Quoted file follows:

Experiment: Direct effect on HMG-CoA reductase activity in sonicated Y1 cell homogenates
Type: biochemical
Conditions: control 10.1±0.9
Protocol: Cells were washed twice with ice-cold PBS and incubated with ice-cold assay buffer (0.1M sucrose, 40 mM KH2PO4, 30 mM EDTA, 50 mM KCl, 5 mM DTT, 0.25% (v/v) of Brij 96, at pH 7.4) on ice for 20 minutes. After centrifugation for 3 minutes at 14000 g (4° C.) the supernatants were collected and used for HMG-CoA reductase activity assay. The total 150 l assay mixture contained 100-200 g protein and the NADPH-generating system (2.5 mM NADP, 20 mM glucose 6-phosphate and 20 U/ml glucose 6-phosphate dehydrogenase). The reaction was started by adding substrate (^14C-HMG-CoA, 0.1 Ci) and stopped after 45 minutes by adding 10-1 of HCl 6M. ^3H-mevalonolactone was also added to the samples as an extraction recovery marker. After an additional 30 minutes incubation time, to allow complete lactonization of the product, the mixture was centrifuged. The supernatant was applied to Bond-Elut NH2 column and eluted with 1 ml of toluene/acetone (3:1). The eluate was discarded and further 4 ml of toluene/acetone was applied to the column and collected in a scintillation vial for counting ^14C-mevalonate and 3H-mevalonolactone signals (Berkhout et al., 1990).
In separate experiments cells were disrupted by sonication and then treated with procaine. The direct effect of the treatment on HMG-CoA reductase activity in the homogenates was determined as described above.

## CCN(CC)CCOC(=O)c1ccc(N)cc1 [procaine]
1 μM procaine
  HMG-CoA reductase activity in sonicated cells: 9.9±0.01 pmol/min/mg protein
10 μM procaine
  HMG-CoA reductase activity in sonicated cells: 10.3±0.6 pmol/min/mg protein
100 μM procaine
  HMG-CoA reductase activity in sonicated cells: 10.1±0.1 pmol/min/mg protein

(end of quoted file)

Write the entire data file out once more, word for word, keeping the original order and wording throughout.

Experiment: Direct effect on HMG-CoA reductase activity in sonicated Y1 cell homogenates
Type: biochemical
Conditions: control 10.1±0.9
Protocol: Cells were washed twice with ice-cold PBS and incubated with ice-cold assay buffer (0.1M sucrose, 40 mM KH2PO4, 30 mM EDTA, 50 mM KCl, 5 mM DTT, 0.25% (v/v) of Brij 96, at pH 7.4) on ice for 20 minutes. After centrifugation for 3 minutes at 14000 g (4° C.) the supernatants were collected and used for HMG-CoA reductase activity assay. The total 150 l assay mixture contained 100-200 g protein and the NADPH-generating system (2.5 mM NADP, 20 mM glucose 6-phosphate and 20 U/ml glucose 6-phosphate dehydrogenase). The reaction was started by adding substrate (^14C-HMG-CoA, 0.1 Ci) and stopped after 45 minutes by adding 10-1 of HCl 6M. ^3H-mevalonolactone was also added to the samples as an extraction recovery marker. After an additional 30 minutes incubation time, to allow complete lactonization of the product, the mixture was centrifuged. The supernatant was applied to Bond-Elut NH2 column and eluted with 1 ml of toluene/acetone (3:1). The eluate was discarded and further 4 ml of toluene/acetone was applied to the column and collected in a scintillation vial for counting ^14C-mevalonate and 3H-mevalonolactone signals (Berkhout et al., 1990).
In separate experiments cells were disrupted by sonication and then treated with procaine. The direct effect of the treatment on HMG-CoA reductase activity in the homogenates was determined as described above.

## CCN(CC)CCOC(=O)c1ccc(N)cc1 [procaine]
1 μM procaine
  HMG-CoA reductase activity in sonicated cells: 9.9±0.01 pmol/min/mg protein
10 μM procaine
  HMG-CoA reductase activity in sonicated cells: 10.3±0.6 pmol/min/mg protein
100 μM procaine
  HMG-CoA reductase activity in sonicated cells: 10.1±0.1 pmol/min/mg protein